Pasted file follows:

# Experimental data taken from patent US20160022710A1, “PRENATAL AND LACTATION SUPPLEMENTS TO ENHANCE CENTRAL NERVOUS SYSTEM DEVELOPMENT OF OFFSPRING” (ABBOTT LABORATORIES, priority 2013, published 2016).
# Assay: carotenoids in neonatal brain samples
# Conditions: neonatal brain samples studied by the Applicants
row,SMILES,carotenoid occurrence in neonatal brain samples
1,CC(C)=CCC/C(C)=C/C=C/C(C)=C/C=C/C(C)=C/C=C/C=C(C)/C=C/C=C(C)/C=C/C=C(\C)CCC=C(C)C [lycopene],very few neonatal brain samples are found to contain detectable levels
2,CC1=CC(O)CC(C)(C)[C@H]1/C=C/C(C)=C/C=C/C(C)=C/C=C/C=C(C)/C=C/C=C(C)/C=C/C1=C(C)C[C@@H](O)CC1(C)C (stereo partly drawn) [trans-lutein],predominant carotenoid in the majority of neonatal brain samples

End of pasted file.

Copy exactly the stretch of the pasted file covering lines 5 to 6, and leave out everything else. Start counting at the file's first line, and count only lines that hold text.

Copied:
1,CC(C)=CCC/C(C)=C/C=C/C(C)=C/C=C/C(C)=C/C=C/C=C(C)/C=C/C=C(C)/C=C/C=C(\C)CCC=C(C)C [lycopene],very few neonatal brain samples are found to contain detectable levels
2,CC1=CC(O)CC(C)(C)[C@H]1/C=C/C(C)=C/C=C/C(C)=C/C=C/C=C(C)/C=C/C=C(C)/C=C/C1=C(C)C[C@@H](O)CC1(C)C (stereo partly drawn) [trans-lutein],predominant carotenoid in the majority of neonatal brain samples